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If the City can’t replace 75,000 jobs, it has bigger problems than Brexit

The wine bars will be spookily empty. The lap-dancing clubs will be abandoned, and Savills will have to start working out how to sell mansions within an hour’s commute of Frankfurt and Paris instead of London. Just about every day brings another dire prediction about the impact of leaving the EU on the City’s mighty financial services industry. Only this week the Bank of England, which has turned itself into a semi-official  chorus of doom on the issue, joined the fun, with reports that it was predicting 75,000 job losses.

No one denies that would be serious. The City is one of the most dynamic parts of the British economy, creating wealth that ripples out through London and the rest of the South-East, and contributing billions in tax revenues every year. And yet one point is too easily overlooked. In the context of of the finance industry, 75,000 jobs are not that many. And in a dynamic  marketplace, if the City can’t replace those fairly easily then it has far bigger problems than dropping out of the Single Market.


Predictions of how many City jobs will be lost after Brexit are about as reliable as a share tip from your Uber driver. The only honest answer is that it will be somewhere between a few and a lot. Much will depend on what kind of deal emerges, and how strictly Single Market rules are enforced. It might be that a relatively small office in Frankfurt will be enough to count as being inside the EU, or it might mean a bank  has to shift whole trading floors. In that context, it is worth noting that the European Central Bank doesn’t seem to be making any preparations for closing euro trading in London, which means it will face as much of a cliff-edge as we will. But it seems certain that a fair few will go.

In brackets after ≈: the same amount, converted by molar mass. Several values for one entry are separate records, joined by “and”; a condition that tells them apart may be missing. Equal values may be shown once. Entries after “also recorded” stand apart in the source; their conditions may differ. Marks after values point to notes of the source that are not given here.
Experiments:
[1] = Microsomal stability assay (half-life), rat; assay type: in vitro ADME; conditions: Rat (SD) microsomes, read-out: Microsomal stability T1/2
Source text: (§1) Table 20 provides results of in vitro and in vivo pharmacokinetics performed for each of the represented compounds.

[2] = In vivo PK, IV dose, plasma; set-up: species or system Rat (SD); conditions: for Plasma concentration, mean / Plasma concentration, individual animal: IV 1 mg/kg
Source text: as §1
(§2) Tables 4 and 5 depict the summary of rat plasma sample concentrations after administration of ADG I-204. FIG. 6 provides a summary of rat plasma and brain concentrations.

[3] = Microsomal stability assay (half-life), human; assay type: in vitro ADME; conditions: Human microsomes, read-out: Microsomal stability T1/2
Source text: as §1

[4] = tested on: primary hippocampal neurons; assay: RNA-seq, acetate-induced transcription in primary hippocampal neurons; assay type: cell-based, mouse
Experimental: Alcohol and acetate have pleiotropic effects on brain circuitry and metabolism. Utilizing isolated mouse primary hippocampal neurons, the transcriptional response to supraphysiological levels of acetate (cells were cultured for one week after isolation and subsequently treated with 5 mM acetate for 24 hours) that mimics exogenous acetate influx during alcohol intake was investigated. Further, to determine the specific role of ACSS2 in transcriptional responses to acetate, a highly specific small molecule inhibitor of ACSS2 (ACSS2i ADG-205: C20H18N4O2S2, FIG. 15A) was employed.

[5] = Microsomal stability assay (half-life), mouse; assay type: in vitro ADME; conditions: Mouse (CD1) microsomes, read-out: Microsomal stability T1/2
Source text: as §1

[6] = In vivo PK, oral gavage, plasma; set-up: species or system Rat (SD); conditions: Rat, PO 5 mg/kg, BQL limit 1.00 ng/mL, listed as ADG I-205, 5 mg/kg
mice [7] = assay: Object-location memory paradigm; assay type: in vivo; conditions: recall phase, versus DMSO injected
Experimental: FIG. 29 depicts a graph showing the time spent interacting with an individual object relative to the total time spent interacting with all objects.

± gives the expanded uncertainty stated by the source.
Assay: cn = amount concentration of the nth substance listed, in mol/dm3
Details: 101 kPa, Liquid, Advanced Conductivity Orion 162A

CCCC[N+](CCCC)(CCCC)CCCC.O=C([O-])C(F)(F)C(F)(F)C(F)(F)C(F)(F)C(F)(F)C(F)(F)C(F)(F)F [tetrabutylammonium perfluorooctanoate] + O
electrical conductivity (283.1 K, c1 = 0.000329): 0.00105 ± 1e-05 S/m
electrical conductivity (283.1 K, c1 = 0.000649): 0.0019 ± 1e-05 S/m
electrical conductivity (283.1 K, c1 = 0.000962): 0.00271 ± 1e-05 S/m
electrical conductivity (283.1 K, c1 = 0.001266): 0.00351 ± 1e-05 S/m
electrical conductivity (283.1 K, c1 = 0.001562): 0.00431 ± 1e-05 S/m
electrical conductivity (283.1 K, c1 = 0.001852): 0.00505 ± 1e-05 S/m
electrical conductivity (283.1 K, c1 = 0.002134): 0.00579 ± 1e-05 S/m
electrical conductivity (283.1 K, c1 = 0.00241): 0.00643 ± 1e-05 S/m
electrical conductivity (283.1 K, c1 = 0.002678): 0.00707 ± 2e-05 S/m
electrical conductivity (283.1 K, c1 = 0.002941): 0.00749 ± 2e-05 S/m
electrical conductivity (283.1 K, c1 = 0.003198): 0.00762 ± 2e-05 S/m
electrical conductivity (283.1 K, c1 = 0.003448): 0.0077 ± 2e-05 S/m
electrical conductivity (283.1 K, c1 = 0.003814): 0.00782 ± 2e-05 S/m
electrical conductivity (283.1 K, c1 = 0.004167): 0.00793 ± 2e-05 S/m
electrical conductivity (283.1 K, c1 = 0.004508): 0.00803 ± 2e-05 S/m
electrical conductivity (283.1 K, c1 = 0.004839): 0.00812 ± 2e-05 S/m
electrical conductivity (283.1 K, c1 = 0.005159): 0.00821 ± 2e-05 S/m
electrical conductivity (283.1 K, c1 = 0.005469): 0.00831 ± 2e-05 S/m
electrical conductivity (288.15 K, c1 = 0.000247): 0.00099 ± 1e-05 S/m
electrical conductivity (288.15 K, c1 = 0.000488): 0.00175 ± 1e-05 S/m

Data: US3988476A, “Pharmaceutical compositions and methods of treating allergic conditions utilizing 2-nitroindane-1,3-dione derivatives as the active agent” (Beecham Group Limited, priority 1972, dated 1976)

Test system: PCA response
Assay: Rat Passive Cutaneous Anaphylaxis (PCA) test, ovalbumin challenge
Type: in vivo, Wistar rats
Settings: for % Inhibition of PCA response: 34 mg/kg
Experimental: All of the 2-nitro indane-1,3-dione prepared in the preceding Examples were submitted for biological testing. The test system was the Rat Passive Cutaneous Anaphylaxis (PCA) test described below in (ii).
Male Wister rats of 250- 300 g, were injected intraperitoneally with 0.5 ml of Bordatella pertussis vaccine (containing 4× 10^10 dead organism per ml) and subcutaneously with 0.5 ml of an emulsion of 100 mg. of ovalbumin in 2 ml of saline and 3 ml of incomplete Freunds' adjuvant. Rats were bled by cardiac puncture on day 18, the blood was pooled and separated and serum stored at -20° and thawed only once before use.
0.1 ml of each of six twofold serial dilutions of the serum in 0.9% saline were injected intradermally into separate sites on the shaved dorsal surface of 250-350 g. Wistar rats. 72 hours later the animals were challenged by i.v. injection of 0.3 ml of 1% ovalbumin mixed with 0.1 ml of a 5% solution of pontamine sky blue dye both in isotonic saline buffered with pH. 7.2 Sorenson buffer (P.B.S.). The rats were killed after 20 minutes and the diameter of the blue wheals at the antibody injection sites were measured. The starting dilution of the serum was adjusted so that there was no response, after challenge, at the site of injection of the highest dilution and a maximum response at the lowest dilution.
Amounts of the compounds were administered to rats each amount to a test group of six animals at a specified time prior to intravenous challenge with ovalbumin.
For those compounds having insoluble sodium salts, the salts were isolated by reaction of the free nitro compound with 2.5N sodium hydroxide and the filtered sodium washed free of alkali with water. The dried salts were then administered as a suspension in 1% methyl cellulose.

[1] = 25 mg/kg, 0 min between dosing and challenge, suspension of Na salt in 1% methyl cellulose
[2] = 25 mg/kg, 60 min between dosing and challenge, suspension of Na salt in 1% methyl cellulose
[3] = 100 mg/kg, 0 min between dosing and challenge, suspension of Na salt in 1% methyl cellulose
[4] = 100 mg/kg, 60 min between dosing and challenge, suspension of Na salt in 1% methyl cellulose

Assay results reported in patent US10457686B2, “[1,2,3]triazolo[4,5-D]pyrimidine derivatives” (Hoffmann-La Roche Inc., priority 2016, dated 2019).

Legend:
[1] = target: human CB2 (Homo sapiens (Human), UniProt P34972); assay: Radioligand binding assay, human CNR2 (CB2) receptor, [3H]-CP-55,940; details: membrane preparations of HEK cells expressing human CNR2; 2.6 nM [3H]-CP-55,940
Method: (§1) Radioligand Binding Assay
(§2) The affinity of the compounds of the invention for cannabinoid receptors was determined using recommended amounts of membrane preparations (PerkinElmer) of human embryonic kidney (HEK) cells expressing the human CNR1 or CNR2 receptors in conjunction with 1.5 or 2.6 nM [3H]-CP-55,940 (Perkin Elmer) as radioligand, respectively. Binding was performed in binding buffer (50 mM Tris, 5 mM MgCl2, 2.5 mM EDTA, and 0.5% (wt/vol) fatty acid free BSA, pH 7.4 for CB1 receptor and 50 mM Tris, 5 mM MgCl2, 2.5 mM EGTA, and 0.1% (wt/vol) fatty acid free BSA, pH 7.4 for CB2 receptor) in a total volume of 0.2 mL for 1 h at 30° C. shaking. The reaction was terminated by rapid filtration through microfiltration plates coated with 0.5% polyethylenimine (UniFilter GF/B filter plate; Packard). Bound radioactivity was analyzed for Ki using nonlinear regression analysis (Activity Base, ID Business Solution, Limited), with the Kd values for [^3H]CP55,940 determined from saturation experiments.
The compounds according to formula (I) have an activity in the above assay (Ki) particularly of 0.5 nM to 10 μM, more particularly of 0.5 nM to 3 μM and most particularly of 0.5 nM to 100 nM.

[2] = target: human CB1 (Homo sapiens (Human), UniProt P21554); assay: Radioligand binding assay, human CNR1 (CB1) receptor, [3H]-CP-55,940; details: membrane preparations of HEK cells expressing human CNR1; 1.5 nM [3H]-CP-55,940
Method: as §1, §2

And yet how much do 75,000 finance jobs matter? Not as much as you might think. There are two reasons for that. The first is that finance is a very big industry. According to TheCityUK, the closest is has to a trade body, 2.2 million people work in the financial services industry. So 75,000 only represent 3.4 percent of the total. It may well be a bigger percentage of the high-end London jobs. But it is still far from a catastrophic number.

The second is that the City has always been very good at finding new things to do. Right now there are lots of markets that are growing fast. Financial technology, with new web based forms of lending and  borrowing, are booming. So is Bitcoin, and the growing range of crypto-currencies, as well as  the new breed of crowd-funding platforms that are tapping into the UK boom in entrepreneurship. None of those have anything to do with the EU, which generally takes a dim view of new technology. All of those will keep growing, and should replace the jobs lost to continental Europe, as will continued links with the emerging markets, China and North America.

True, it is a shame if jobs move to Frankfurt. Any loss to the economy diminishes it. But it is also important to remember that finance is a very big industry, and a dynamic one. And it will quickly bounce back from any Brexit losses. In fact, if it can’t replace 3.4 percent of its business in the space of a year or two, then it has lost its mojo – and that is far more worrying an issue than losing access to the Single Market.


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